Posted: 05 July 2016

Bullying – let’s talk about it

Our research shows that bullying has a detrimental impact on children and young people; children who are bullied have lower levels of well-being, are more likely to live in poverty and may be at risk of being abused.

Children in England are among the unhappiest in the world

Our Good Childhood Report 2015 found that England ranked bottom for a number of aspects of children’s wellbeing, including those relating to school life, bullying and, especially for teenage girls, feelings about themselves, compared with the 14 countries involved in the international study on children’s well-being. 

The research showed the profound impact bullying can have on children’s lives, with children in England who were bullied frequently being six times more likely to have low well-being than children who have not been bullied.

Bullying, emotional bullying in particular emerged as a key issue in England in comparison to other countries. Our research shows that more than a third (38%) of 10 and 12 year olds in England had been physically bullied in the last month, and half (50%) had felt excluded.

Bullying and the link to self-esteem

Learning from practice base finds close links between poor self-esteem and bullying.

Our Seriously Awkward: How vulnerable 16–17 year olds are falling through the cracks report examined the relationship between poor self-esteem and risk factors, which as we know from our direct work with vulnerable young people is often an underlying factor in cases of grooming and sexual exploitation.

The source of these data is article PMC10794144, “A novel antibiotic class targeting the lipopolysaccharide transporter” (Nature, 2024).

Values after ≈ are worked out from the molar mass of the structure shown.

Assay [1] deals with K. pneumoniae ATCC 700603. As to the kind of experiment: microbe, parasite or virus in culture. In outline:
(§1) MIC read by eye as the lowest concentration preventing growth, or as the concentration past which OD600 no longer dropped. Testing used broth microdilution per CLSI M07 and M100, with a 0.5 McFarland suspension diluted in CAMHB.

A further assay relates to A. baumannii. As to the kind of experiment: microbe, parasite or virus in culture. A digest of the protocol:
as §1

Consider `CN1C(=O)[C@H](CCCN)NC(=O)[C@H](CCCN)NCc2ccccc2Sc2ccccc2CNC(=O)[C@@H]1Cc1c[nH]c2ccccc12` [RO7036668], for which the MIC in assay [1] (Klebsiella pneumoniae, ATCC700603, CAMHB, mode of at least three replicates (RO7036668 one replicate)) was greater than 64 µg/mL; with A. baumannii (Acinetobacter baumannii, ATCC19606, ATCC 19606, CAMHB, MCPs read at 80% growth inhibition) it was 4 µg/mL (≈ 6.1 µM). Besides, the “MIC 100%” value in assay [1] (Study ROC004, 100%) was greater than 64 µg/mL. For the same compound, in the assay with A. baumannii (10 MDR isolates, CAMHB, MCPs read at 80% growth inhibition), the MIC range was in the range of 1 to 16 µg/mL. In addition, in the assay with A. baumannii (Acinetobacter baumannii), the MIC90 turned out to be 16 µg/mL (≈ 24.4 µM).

The report found that of the young people who had risk factors present in their lives, 36% said they felt useless at times and 6.3% said they don’t feel likeable.

Other drivers of bullying – material possessions

Children who lack a greater number of basic items have significantly lower subjective well-being.

As well as being linked to low well-being, our research into the cost of school among children living in low-income families revealed that where children were struggling with school costs, in many cases this led to embarrassment and bullying.

Nearly two-thirds (63%) of children in families who are ‘not well off at all’ said they had been embarrassed because they couldn’t afford a cost of school. More than a quarter (27%) said they had been bullied as a result.

What needs to change?

To help clamp down on the negative impact of bullying and other major issues affecting children in schools, we are urging the Government to make it a legal requirement for schools in England to provide counselling to pupils to bring it in line with Wales and Northern Ireland.

The Government should also use some of the additional CAMHS investment to provide programmes to promote positive mental health and well-being – particularly targeting particular groups of children (such as those affected by bullying and living outside of the family) for whom levels of well-being are known to be lower. 

 

By Kadra Abdinasir - Policy team
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Children suffer bullying and embarrassment as families struggle with school costs

Posted: 28 October 2014